Olney Town Colts Football Club has recently suffered a good deal of vandalism to its premises and facilities. A letter has been received requesting permission to install CCTV covering the clubhouse, stand and dug-out. It was noted that The Rugby Club already have CCTV covering the Olney Town Council (OTC) owned car park at the front of their clubhouse. While sympathetic to the request a number of members had concerns about the coverage of the cameras and who would view the footage, particularly around the changing rooms where minors would be present, and there were safeguarding obligations to consider. Jeremy Rawlings said it would also be important to consult Caveman Conditioning, who use the grassed area in front of the building for classes. It was agreed to hold a meeting of all stakeholder users the area, along with a security expert who can provide advice on CCTV covering such sensitive areas.
    The electricity supply to the Market Place has still not been completed by EON to a satisfactory standard, the making good around the control box has not been completed, and there is some doubt as to whether it has been commissioned correctly. Desmond Eley is investigating and will report back.
    Many of the trees in the High Street have now been pollarded by Milton Keynes Council (MKC), as requested by OTC.

    Stacks Image 87441

    One of the pollarded trees on Olney High Street

    Public Participation for the November Meeting

    First to speak was Chris Roberts on behalf of the Olney Branch of The Royal British Legion. Chris thanked the members of the council for their continued support of the Remembrance Day parade and requested that two councillors attend to read out the names of the Olney men who died in WW1 and WW2. It was agreed that Joanne Eley and Steve Clark would perform that duty.
    Next to speak was Patricia Gadsby. Patricia explained that she is the Activities Co-ordinator for Broomfield Residential Care Home, which care for 40 residents and specialises in dementia care. There is currently a major refurbishment taking place, and Patricia said she is trying to create awareness and stronger links with the community, which has attendance by a group of Pre-school children to perform song and dance and talk to the residents, which has two-way benefits. Members of The Baptist Church have also performed there, and it is hoped that residents will be able to participate in the Amazing Grace 250th anniversary celebrations. Patricia said the councillors, either collectively or individually, would be most welcome to get involved with activities. She said that there would be a grand opening of the refurbished premises in January and all councillors and the local MP (whoever that might be) would be invited to attend. Mercury interjected to say that his old mate David Pibworth would no doubt be delighted to attend should the voters of the Milton Keynes North constituency return a Monster Raving Loony Party MP at the forthcoming general election!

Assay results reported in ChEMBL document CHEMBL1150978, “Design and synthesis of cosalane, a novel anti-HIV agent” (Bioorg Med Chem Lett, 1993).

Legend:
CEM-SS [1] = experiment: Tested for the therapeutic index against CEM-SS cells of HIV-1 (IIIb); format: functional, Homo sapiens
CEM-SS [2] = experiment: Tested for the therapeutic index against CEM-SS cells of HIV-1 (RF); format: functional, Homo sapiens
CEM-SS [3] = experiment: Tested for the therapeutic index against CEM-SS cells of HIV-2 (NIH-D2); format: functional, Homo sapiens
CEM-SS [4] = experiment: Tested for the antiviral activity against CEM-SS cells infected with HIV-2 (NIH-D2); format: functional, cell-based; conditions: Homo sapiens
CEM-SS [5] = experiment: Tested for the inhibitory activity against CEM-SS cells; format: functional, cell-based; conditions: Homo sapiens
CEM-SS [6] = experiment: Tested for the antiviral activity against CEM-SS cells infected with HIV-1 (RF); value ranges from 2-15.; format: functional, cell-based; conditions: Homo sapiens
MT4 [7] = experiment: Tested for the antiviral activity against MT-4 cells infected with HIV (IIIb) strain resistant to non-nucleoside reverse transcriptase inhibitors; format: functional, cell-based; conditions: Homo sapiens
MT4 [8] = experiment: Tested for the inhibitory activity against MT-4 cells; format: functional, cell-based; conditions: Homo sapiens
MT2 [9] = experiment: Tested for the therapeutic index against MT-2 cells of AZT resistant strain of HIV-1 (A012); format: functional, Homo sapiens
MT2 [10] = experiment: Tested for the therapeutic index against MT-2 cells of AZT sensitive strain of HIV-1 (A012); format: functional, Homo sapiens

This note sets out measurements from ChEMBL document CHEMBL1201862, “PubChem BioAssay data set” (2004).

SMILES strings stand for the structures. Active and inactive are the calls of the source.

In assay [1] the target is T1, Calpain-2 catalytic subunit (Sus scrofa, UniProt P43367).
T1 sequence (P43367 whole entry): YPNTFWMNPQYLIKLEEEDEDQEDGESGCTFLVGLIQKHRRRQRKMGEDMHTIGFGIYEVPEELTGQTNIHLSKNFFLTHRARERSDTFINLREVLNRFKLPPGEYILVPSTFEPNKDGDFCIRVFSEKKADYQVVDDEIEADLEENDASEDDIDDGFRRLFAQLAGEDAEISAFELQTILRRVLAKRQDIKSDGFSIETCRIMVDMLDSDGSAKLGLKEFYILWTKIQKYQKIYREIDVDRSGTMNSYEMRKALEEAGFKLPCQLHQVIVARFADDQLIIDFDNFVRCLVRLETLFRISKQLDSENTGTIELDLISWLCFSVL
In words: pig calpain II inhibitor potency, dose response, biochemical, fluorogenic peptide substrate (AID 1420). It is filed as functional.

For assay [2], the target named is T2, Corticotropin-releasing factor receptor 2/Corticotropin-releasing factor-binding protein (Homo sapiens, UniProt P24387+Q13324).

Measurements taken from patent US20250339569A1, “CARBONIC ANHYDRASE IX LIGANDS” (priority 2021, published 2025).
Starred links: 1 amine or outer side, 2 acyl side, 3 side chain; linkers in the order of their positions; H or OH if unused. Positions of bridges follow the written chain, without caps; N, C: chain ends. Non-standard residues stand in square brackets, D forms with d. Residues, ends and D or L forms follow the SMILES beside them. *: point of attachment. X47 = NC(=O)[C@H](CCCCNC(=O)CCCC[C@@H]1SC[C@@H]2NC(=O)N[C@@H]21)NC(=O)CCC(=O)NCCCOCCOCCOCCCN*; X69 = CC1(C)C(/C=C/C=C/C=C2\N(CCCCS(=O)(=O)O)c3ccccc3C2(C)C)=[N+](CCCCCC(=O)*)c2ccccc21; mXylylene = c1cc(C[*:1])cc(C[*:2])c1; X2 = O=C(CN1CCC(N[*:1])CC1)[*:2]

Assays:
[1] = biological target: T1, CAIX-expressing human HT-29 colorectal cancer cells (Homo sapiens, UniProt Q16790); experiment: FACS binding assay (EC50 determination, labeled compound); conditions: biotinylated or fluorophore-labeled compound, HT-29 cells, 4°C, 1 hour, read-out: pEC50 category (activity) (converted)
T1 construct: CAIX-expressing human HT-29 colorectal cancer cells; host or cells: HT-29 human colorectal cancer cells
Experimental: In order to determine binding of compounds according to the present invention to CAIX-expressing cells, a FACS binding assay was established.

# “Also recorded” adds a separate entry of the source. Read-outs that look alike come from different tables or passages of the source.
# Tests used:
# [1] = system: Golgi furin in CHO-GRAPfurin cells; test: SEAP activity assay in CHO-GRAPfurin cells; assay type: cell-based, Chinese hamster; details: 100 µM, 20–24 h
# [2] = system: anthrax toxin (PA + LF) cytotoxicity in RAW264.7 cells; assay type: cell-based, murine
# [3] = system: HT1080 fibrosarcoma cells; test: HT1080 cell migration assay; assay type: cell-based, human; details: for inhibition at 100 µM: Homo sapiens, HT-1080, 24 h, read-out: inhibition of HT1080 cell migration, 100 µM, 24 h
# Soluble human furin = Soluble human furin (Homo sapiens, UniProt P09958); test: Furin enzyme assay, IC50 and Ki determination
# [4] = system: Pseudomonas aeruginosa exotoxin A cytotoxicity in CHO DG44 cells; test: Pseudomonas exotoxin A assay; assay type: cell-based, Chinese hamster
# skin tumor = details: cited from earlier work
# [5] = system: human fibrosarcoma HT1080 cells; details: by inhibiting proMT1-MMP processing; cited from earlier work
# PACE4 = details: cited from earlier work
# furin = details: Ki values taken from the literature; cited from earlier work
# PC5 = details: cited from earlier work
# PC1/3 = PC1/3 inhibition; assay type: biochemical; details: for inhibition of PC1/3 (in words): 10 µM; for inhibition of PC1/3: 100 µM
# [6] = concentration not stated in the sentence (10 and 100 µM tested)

OTC Code of Conduct

    Paul Cummins, Deputy Monitoring Officer MKC, was present to give a presentation on the Code of Conduct which has been adopted by OTC. Also present was Monitoring Officer Sharon Bridglalsingh. Paul did not state the purpose of the presentation since OTC adopted the code in 2012, but Mercury assumes it was a timely reminder to all members of the ethical standards required of them. The code was introduced in order to comply with the Localism Act of 2011 and is intended to be ‘light-touch’ compared with the more formal standards regime of the predecessor Local Government act of 2000. The code states that councillors, along with everyone else in public office, should uphold the principles of accountability, honesty, integrity, objectivity, selflessness, openness and leadership known as the Nolan Principles. The council must maintain a Register of Interest for all members which includes Disclosable Pecuniary (financial) Interests (DPI) applying to councillors and their spouses or partners. If any member becomes aware of a DPI during a meeting that is not already on the register, they must declare it at the meeting and register it within 28 days. Any gift or hospitality over £100 in value must be declared, including a series of lesser value gifts totally more than £100. The full Code of Conduct can be viewed on the council website https://www.olneytowncouncil.gov.uk/
    Kevin Viney asked how many investigations into breaches of the code had taken place in 2019 across all parish councils. Paul replied that four alleged breaches were currently being investigated at a cost to Council Tax payers of approximately £30K.

    Co-option of new member